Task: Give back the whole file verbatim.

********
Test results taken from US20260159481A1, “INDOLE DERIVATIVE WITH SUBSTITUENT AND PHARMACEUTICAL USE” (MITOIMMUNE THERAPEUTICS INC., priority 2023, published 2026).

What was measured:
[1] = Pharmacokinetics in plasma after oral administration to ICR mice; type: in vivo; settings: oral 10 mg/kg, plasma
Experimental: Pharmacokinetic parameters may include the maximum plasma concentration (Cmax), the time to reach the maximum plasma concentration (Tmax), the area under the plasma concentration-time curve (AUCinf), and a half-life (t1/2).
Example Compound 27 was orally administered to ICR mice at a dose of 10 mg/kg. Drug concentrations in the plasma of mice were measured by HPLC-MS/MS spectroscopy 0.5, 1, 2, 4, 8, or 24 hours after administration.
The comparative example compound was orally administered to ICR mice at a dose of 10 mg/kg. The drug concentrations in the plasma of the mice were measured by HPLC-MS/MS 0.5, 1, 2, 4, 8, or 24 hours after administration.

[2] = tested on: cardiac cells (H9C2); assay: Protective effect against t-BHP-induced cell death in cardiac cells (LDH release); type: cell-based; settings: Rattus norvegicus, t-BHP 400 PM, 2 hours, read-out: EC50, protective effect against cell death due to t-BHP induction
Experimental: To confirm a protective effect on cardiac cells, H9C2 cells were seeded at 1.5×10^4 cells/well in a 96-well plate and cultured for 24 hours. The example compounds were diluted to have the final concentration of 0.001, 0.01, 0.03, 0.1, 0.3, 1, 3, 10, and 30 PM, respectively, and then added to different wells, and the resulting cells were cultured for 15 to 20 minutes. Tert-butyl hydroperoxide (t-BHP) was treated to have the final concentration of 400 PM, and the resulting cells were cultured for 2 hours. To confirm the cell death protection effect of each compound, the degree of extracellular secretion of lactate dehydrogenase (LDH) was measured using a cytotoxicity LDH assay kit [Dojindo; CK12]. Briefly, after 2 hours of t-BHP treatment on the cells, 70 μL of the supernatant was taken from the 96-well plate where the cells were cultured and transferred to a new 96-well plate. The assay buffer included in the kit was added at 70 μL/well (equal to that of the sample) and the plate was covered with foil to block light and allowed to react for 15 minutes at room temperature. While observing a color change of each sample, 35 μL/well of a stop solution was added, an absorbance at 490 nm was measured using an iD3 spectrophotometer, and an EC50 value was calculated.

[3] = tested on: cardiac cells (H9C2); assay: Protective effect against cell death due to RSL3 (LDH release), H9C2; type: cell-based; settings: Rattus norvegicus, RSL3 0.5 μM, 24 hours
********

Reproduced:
Test results taken from US20260159481A1, “INDOLE DERIVATIVE WITH SUBSTITUENT AND PHARMACEUTICAL USE” (MITOIMMUNE THERAPEUTICS INC., priority 2023, published 2026).

What was measured:
[1] = Pharmacokinetics in plasma after oral administration to ICR mice; type: in vivo; settings: oral 10 mg/kg, plasma
Experimental: Pharmacokinetic parameters may include the maximum plasma concentration (Cmax), the time to reach the maximum plasma concentration (Tmax), the area under the plasma concentration-time curve (AUCinf), and a half-life (t1/2).
Example Compound 27 was orally administered to ICR mice at a dose of 10 mg/kg. Drug concentrations in the plasma of mice were measured by HPLC-MS/MS spectroscopy 0.5, 1, 2, 4, 8, or 24 hours after administration.
The comparative example compound was orally administered to ICR mice at a dose of 10 mg/kg. The drug concentrations in the plasma of the mice were measured by HPLC-MS/MS 0.5, 1, 2, 4, 8, or 24 hours after administration.

[2] = tested on: cardiac cells (H9C2); assay: Protective effect against t-BHP-induced cell death in cardiac cells (LDH release); type: cell-based; settings: Rattus norvegicus, t-BHP 400 PM, 2 hours, read-out: EC50, protective effect against cell death due to t-BHP induction
Experimental: To confirm a protective effect on cardiac cells, H9C2 cells were seeded at 1.5×10^4 cells/well in a 96-well plate and cultured for 24 hours. The example compounds were diluted to have the final concentration of 0.001, 0.01, 0.03, 0.1, 0.3, 1, 3, 10, and 30 PM, respectively, and then added to different wells, and the resulting cells were cultured for 15 to 20 minutes. Tert-butyl hydroperoxide (t-BHP) was treated to have the final concentration of 400 PM, and the resulting cells were cultured for 2 hours. To confirm the cell death protection effect of each compound, the degree of extracellular secretion of lactate dehydrogenase (LDH) was measured using a cytotoxicity LDH assay kit [Dojindo; CK12]. Briefly, after 2 hours of t-BHP treatment on the cells, 70 μL of the supernatant was taken from the 96-well plate where the cells were cultured and transferred to a new 96-well plate. The assay buffer included in the kit was added at 70 μL/well (equal to that of the sample) and the plate was covered with foil to block light and allowed to react for 15 minutes at room temperature. While observing a color change of each sample, 35 μL/well of a stop solution was added, an absorbance at 490 nm was measured using an iD3 spectrophotometer, and an EC50 value was calculated.

[3] = tested on: cardiac cells (H9C2); assay: Protective effect against cell death due to RSL3 (LDH release), H9C2; type: cell-based; settings: Rattus norvegicus, RSL3 0.5 μM, 24 hours